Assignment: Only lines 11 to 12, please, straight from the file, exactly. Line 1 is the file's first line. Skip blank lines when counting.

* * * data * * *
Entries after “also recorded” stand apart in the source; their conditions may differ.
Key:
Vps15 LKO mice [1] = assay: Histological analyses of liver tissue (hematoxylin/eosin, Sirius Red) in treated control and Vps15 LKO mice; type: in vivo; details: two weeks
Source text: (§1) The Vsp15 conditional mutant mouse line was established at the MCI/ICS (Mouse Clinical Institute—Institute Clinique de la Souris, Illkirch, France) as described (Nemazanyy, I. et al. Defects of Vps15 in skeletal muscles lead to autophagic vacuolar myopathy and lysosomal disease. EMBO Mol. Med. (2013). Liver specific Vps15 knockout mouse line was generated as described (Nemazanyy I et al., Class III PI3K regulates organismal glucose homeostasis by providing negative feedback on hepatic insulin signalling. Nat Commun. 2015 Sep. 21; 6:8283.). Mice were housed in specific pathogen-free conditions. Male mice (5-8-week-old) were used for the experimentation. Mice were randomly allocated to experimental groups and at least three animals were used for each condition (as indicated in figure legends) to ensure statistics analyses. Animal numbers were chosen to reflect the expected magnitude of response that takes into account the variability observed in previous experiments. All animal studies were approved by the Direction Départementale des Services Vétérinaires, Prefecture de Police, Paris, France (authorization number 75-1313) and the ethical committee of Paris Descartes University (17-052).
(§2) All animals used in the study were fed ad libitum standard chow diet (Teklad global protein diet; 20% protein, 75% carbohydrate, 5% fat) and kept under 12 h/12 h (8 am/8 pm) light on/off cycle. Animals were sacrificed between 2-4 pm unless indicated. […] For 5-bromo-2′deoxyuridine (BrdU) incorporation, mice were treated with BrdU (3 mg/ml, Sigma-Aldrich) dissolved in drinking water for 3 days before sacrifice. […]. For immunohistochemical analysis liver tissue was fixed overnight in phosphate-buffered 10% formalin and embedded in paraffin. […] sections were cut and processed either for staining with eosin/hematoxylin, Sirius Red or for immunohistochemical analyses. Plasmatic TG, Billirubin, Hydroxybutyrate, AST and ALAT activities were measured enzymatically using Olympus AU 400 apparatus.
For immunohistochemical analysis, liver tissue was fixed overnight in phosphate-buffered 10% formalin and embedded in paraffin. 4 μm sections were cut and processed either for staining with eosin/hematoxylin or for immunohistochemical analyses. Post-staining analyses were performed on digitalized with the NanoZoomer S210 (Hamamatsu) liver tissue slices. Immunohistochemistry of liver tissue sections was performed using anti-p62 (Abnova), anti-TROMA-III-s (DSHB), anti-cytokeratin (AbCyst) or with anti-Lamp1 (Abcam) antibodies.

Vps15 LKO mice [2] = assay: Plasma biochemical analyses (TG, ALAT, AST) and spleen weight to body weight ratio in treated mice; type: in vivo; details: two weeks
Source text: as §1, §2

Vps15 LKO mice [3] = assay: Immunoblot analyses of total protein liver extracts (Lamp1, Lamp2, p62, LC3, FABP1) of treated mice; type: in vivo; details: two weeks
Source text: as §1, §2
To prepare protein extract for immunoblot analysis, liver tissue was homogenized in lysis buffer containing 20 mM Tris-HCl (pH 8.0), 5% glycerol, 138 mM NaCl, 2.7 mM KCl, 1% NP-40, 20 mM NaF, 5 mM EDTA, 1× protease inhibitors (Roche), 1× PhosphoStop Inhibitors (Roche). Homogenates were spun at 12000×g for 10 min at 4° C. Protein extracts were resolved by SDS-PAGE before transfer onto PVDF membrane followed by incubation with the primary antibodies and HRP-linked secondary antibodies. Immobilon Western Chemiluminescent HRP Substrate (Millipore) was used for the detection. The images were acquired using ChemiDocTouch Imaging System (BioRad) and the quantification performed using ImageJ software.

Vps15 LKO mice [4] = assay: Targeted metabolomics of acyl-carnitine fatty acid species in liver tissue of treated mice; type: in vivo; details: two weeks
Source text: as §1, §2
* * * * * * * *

To prepare protein extract for immunoblot analysis, liver tissue was homogenized in lysis buffer containing 20 mM Tris-HCl (pH 8.0), 5% glycerol, 138 mM NaCl, 2.7 mM KCl, 1% NP-40, 20 mM NaF, 5 mM EDTA, 1× protease inhibitors (Roche), 1× PhosphoStop Inhibitors (Roche). Homogenates were spun at 12000×g for 10 min at 4° C. Protein extracts were resolved by SDS-PAGE before transfer onto PVDF membrane followed by incubation with the primary antibodies and HRP-linked secondary antibodies. Immobilon Western Chemiluminescent HRP Substrate (Millipore) was used for the detection. The images were acquired using ChemiDocTouch Imaging System (BioRad) and the quantification performed using ImageJ software.

Vps15 LKO mice [4] = assay: Targeted metabolomics of acyl-carnitine fatty acid species in liver tissue of treated mice; type: in vivo; details: two weeks